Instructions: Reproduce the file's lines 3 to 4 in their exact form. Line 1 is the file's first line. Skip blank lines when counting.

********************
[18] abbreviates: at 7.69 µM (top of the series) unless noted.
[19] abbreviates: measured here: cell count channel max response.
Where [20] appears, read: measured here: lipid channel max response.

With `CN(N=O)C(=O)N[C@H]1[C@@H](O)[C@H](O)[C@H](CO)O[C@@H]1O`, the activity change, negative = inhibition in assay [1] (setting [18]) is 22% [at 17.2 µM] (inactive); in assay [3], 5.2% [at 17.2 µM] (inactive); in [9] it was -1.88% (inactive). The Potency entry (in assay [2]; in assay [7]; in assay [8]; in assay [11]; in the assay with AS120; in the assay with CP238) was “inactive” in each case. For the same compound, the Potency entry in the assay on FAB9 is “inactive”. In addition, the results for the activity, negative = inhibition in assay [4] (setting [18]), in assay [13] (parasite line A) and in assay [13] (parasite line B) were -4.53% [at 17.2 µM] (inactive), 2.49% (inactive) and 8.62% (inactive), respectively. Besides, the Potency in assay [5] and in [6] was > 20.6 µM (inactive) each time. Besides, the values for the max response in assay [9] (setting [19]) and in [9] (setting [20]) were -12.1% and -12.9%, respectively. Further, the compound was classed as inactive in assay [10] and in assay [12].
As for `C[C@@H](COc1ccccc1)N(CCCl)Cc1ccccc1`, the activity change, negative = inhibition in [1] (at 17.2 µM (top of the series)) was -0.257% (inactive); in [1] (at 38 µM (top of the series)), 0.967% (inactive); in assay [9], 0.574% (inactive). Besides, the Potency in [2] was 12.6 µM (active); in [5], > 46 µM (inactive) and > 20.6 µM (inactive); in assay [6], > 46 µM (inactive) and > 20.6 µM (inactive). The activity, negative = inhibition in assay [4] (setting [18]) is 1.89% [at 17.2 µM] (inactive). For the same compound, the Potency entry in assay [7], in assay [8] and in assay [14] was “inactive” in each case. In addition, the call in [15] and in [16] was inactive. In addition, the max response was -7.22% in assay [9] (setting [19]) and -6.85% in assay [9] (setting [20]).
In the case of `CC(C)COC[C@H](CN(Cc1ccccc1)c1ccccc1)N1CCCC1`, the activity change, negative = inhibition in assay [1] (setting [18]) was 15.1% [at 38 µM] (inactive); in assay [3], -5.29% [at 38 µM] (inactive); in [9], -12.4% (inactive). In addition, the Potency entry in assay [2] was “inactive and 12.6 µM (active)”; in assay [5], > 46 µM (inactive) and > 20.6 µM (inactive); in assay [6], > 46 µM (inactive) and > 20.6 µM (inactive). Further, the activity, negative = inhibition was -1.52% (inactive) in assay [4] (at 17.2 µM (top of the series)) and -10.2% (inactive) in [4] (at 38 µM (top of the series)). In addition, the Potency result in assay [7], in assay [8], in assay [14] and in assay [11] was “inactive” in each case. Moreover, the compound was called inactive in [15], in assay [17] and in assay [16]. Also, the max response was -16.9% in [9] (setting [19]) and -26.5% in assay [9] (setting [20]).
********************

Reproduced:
Where [20] appears, read: measured here: lipid channel max response.

With `CN(N=O)C(=O)N[C@H]1[C@@H](O)[C@H](O)[C@H](CO)O[C@@H]1O`, the activity change, negative = inhibition in assay [1] (setting [18]) is 22% [at 17.2 µM] (inactive); in assay [3], 5.2% [at 17.2 µM] (inactive); in [9] it was -1.88% (inactive). The Potency entry (in assay [2]; in assay [7]; in assay [8]; in assay [11]; in the assay with AS120; in the assay with CP238) was “inactive” in each case. For the same compound, the Potency entry in the assay on FAB9 is “inactive”. In addition, the results for the activity, negative = inhibition in assay [4] (setting [18]), in assay [13] (parasite line A) and in assay [13] (parasite line B) were -4.53% [at 17.2 µM] (inactive), 2.49% (inactive) and 8.62% (inactive), respectively. Besides, the Potency in assay [5] and in [6] was > 20.6 µM (inactive) each time. Besides, the values for the max response in assay [9] (setting [19]) and in [9] (setting [20]) were -12.1% and -12.9%, respectively. Further, the compound was classed as inactive in assay [10] and in assay [12].